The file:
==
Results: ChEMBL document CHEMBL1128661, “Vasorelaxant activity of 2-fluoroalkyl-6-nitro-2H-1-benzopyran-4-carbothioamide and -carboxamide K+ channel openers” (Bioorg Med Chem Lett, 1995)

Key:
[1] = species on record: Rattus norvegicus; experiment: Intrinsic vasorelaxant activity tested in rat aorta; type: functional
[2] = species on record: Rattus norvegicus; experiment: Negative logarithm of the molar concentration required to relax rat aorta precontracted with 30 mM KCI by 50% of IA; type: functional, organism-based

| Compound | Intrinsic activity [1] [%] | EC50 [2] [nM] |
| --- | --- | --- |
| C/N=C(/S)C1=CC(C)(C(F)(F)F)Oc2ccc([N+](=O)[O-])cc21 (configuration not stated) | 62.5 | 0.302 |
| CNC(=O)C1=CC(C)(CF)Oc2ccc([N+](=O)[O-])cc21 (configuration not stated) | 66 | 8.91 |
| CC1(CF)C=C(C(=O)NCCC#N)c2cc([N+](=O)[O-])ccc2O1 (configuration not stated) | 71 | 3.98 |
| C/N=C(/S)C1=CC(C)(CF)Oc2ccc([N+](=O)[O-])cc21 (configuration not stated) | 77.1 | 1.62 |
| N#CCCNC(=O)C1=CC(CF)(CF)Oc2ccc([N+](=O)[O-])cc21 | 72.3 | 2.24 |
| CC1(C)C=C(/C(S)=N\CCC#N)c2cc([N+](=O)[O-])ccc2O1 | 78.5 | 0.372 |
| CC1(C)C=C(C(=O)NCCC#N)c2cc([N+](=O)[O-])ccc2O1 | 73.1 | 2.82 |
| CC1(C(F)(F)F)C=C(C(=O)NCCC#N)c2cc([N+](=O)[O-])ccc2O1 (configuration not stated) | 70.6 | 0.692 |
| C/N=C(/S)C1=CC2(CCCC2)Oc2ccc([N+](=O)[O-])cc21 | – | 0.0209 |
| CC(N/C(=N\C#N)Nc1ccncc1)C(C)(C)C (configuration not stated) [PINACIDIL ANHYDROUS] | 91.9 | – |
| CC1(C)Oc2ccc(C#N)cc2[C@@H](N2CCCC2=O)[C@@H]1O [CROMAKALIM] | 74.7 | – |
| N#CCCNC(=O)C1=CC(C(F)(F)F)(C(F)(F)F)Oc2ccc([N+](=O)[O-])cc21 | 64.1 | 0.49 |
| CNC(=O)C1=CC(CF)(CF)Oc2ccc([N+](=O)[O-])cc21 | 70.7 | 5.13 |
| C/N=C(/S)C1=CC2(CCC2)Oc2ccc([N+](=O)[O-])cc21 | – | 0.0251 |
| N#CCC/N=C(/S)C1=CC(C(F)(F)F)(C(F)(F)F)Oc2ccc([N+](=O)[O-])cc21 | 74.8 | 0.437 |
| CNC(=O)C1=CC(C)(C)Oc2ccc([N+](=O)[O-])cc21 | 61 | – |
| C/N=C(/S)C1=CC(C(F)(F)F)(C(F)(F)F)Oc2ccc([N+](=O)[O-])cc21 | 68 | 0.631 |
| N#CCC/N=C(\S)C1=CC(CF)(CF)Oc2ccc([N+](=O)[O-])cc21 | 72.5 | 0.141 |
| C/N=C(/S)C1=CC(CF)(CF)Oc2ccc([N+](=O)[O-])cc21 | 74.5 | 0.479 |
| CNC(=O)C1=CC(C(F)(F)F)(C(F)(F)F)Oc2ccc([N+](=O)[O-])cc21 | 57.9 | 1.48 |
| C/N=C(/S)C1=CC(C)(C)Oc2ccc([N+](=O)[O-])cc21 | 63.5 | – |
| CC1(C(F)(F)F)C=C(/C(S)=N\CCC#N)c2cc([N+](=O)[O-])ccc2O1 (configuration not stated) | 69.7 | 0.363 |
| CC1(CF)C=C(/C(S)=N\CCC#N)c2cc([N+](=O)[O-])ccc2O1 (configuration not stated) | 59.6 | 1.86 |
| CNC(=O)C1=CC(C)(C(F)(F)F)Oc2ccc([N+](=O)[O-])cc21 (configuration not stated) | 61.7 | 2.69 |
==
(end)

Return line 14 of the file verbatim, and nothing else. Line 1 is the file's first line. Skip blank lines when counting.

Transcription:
| CC1(C(F)(F)F)C=C(C(=O)NCCC#N)c2cc([N+](=O)[O-])ccc2O1 (configuration not stated) | 70.6 | 0.692 |